Foreword: The importance of good distribution practice
Posted: 3 September 2015 | David Elder (JPAG member and consultant)
Historically, the regulation and control of medicinal products has relied on national and supranational guidelines covering good manufacturing practice (GMP). However, the quality of these medicinal products can be adversely affected by a lack of adequate control over the myriad activities that occur during the distribution process. In addition, the necessity for developing, establishing and maintaining an adequate control system has not generally been well understood. This may result in differences in documentation practices and handling requirements, as well as complex communication between the various organisations, companies, groups or entities that comprise the supply chain.
This is where good distribution practice (GDP) comes in. The US Pharmacopeial Convention believes that GDP should “facilitate the movements of drug products throughout a supply chain”, while the European Medicines Agency has stated that GDP ensures “the level of quality determined by GMP is maintained throughout the distribution network, so that authorised medicines are distributed to retail pharmacists and others selling medicines to the general public without any alteration of their properties”.
Like GMP, GDP is regulated and controlled by numerous national and supranational guidelines. It is reliant on a series of inter-connecting quality systems operated by wholesalers or distributors of pharmaceutical drug products. The systems ensure the following: distributed products are authorised in accordance with the relevant legislation; appropriate storage conditions are maintained at all times, including movement of goods between various parts of the distribution network; contamination by other products is avoided; an appropriate turnover of stock takes place; and that products throughout the distribution chain are stored in safe and secure areas. In addition, to help combat counterfeiting, there should be a system(s) to enable faulty products to be rapidly found and recalled. In parallel, an effective quality system is required to ensure that the right product is delivered to the right location within a designated time period.
Those GDP issues that affect product quality are similar to those bedevilling GMP, that is, errors (mix-ups), contamination and cross-contamination. However, inadequate or inappropriate storage conditions, as well as supply chain security considerations (counterfeiting or adulteration) are also important1. Therefore, all organisations that are part of the supply chain have a shared responsibility for ensuring that they transport/store drug products under appropriately controlled conditions that will not affect drug product quality, efficacy or safety and that they pass the drug product onto the next part of the supply chain in an appropriate manner2.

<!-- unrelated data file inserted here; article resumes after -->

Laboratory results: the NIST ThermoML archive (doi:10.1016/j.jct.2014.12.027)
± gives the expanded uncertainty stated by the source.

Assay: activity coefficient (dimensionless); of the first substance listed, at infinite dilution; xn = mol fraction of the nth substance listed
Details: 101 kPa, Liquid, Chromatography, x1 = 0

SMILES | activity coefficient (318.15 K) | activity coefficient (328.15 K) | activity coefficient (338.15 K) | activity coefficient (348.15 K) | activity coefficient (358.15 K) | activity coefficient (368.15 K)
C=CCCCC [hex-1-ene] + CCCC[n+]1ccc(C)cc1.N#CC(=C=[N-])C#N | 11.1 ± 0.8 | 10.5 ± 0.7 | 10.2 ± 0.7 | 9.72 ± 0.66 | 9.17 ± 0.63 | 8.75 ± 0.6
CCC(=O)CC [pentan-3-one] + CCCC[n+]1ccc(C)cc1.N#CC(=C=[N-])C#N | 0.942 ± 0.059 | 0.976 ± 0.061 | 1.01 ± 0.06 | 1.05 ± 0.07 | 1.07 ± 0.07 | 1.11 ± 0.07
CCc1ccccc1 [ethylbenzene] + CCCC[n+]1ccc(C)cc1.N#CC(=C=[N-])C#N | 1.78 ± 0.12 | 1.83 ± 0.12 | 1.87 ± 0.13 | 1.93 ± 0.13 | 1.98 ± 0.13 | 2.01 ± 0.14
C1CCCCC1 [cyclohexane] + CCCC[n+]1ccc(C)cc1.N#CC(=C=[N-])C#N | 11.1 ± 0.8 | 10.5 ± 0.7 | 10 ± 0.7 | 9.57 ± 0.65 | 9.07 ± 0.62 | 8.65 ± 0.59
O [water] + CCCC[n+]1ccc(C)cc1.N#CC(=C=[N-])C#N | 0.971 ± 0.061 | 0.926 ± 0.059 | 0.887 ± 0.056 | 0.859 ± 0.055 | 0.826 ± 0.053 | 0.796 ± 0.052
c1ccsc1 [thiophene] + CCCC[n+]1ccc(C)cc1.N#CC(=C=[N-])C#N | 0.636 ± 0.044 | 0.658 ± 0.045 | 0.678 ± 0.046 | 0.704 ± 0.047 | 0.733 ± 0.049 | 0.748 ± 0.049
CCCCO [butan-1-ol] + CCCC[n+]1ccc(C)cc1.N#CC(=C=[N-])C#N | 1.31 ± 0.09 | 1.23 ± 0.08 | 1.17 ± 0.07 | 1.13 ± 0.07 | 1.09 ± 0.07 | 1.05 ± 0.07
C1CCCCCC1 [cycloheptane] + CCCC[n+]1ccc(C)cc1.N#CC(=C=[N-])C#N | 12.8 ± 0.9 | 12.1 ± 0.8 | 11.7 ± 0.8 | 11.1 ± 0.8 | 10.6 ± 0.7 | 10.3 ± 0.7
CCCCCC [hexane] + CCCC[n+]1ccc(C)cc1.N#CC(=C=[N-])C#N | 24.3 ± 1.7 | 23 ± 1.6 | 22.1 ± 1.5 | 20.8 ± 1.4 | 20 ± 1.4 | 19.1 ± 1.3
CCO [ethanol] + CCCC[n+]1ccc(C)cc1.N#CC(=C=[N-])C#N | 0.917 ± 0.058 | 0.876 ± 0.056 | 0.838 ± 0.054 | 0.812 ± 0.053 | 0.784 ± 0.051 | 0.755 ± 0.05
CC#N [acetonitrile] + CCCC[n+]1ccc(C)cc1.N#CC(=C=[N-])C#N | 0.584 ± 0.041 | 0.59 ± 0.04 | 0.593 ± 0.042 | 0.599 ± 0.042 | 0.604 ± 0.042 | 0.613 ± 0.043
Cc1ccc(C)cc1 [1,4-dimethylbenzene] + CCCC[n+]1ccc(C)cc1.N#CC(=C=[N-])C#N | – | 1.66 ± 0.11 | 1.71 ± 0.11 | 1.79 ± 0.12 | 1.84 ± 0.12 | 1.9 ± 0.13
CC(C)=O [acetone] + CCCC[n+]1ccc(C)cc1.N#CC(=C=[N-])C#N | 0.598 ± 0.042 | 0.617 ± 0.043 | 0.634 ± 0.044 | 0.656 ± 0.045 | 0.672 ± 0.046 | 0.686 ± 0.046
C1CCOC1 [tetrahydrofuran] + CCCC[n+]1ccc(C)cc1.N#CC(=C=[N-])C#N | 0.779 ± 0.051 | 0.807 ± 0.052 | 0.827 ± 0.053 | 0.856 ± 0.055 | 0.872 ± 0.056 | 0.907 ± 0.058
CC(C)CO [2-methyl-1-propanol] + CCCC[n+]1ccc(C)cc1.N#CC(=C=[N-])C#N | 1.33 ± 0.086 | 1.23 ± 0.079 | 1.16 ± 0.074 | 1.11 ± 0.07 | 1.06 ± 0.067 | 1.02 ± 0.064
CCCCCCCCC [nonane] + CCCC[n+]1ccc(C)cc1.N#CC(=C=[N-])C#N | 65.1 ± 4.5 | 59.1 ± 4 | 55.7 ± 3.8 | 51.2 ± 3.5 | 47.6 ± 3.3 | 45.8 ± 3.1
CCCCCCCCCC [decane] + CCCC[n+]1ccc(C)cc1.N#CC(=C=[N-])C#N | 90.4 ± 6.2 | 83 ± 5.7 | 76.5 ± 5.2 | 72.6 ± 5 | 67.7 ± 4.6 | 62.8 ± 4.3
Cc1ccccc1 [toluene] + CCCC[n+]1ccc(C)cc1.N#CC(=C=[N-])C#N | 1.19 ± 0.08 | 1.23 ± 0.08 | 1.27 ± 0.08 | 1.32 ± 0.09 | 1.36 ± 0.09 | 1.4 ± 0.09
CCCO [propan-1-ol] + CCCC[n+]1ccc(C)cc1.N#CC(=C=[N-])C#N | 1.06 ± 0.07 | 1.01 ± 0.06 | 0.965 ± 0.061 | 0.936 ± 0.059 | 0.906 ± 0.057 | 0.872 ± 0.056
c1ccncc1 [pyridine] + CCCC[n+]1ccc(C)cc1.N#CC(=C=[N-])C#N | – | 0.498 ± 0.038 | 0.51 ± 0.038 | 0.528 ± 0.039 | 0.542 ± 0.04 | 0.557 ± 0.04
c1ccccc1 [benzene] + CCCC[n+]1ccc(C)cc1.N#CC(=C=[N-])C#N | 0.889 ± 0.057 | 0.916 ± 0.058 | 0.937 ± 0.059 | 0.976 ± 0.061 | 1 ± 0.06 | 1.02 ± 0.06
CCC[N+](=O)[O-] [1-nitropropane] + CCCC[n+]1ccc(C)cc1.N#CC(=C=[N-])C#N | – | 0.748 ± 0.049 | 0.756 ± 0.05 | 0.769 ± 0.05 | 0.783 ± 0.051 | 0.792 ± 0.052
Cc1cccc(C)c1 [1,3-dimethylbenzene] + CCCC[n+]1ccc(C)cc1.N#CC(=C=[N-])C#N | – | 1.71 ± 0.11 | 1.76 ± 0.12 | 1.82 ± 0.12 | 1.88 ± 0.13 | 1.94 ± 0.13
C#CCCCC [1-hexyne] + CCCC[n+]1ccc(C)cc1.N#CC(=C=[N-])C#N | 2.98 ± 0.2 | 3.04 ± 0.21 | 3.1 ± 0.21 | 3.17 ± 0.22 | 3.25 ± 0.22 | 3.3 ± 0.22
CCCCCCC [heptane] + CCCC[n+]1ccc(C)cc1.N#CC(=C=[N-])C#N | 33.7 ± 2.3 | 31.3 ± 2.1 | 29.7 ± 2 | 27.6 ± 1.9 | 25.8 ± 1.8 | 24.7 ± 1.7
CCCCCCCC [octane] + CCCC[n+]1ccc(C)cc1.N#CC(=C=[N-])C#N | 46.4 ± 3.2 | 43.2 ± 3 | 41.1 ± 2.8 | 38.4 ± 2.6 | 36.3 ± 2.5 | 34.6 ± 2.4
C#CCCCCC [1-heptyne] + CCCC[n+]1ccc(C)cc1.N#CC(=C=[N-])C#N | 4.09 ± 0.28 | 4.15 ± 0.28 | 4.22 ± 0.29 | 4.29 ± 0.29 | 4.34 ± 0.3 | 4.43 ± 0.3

One of the most important considerations of GDP is therefore storage and shipping. Each organisation is required to define and control appropriate facilities, which include those which receive, hold and transfer the product. It is thus important that drug products should be continuously monitored and verified by appropriately calibrated monitoring systems or that the supply chain is appropriately qualified based on historical data.
However, tt may be acceptable to use a combination of drug product stability data and supply chain risk assessments to justify shipping products without continuous verification of supply chain qualification2. One of the most important considerations in the latter approach is to assess the impact of temperature excursions, i.e., those parts of the supply chain where temperature is not effectively controlled within pre-defined ranges. This can be accomplished using mean kinetic temperature (MKT). MKT can be considered as ‘an isothermal temperature that stimulates the non-isothermal effects of storage temperature deviation’ (ICH). The MKT calculation is therefore deemed to be an appropriate approach to justify temperature excursions that occur during transit, but the MKT calculation must be justified by ensuring that the drug product follows first order kinetics over the temperature range encountered2. That is, that product exposed to temperatures of 80°C for 1 week will follow the same degradation pathway as product exposed to temperatures of 40°C for 6 months.
In summary, complex multinational supply chains for pharmaceutical products are increasingly becoming the global norm. Against this background GDP is an essential practice to ensure the continuing quality of medicinal products. However, the resultant supply chain is only as strong as the weakest part and it necessitates the combined efforts of all parties to ensure the continuing success of GDP and thereby the continued assurance of product quality.
- Good distribution practice (GDP) for pharmaceutical products. 2005; WHO QAS/04.068/Rev.2
- USP <12079> Good storage and distribution practices for drug products; 2015
- Guidelines on good distribution practice of medicinal products for human use (2013/C 68/01). 07th March 2013
- Good-manufacturing-practice and good-distribution practice compliance. http://www.ema.europa.eu/ema/index.jsp?curl=pages/regulation/document_listing/document_listing_000154.jsp. Accessed on 13th June 2015
- ICH Q1A (R2) 2003. Stability testing of new drug substances and products. http://www.ich.org/fileadmin/Public_Web_Site/ICH_Products/Guidelines/Quality/Q1A_R2/Step4/Q1A_R2__Guideline.pdf